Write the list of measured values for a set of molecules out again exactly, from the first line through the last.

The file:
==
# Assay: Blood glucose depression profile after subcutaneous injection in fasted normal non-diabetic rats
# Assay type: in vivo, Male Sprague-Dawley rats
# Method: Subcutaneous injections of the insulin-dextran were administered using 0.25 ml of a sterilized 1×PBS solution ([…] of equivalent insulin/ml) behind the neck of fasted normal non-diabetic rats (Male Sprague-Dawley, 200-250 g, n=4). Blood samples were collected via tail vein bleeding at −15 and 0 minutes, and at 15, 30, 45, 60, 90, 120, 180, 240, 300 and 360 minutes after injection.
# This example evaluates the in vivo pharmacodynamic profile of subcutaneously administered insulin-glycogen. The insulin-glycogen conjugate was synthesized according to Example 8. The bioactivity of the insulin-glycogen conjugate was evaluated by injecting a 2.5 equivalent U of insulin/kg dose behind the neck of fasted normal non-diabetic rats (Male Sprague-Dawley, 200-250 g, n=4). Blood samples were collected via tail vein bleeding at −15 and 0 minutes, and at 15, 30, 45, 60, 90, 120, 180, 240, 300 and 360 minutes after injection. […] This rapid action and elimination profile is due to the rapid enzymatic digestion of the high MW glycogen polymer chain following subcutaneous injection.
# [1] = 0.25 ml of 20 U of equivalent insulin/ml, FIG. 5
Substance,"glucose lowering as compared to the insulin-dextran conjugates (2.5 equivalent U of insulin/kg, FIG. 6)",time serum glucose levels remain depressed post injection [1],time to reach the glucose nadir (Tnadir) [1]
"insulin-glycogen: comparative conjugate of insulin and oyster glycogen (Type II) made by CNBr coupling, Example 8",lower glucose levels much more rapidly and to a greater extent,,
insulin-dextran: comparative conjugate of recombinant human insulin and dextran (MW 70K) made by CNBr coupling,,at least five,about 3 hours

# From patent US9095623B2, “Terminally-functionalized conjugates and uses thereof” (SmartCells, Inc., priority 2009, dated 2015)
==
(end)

# Assay: Blood glucose depression profile after subcutaneous injection in fasted normal non-diabetic rats
# Assay type: in vivo, Male Sprague-Dawley rats
# Method: Subcutaneous injections of the insulin-dextran were administered using 0.25 ml of a sterilized 1×PBS solution ([…] of equivalent insulin/ml) behind the neck of fasted normal non-diabetic rats (Male Sprague-Dawley, 200-250 g, n=4). Blood samples were collected via tail vein bleeding at −15 and 0 minutes, and at 15, 30, 45, 60, 90, 120, 180, 240, 300 and 360 minutes after injection.
# This example evaluates the in vivo pharmacodynamic profile of subcutaneously administered insulin-glycogen. The insulin-glycogen conjugate was synthesized according to Example 8. The bioactivity of the insulin-glycogen conjugate was evaluated by injecting a 2.5 equivalent U of insulin/kg dose behind the neck of fasted normal non-diabetic rats (Male Sprague-Dawley, 200-250 g, n=4). Blood samples were collected via tail vein bleeding at −15 and 0 minutes, and at 15, 30, 45, 60, 90, 120, 180, 240, 300 and 360 minutes after injection. […] This rapid action and elimination profile is due to the rapid enzymatic digestion of the high MW glycogen polymer chain following subcutaneous injection.
# [1] = 0.25 ml of 20 U of equivalent insulin/ml, FIG. 5
Substance,"glucose lowering as compared to the insulin-dextran conjugates (2.5 equivalent U of insulin/kg, FIG. 6)",time serum glucose levels remain depressed post injection [1],time to reach the glucose nadir (Tnadir) [1]
"insulin-glycogen: comparative conjugate of insulin and oyster glycogen (Type II) made by CNBr coupling, Example 8",lower glucose levels much more rapidly and to a greater extent,,
insulin-dextran: comparative conjugate of recombinant human insulin and dextran (MW 70K) made by CNBr coupling,,at least five,about 3 hours

# From patent US9095623B2, “Terminally-functionalized conjugates and uses thereof” (SmartCells, Inc., priority 2009, dated 2015)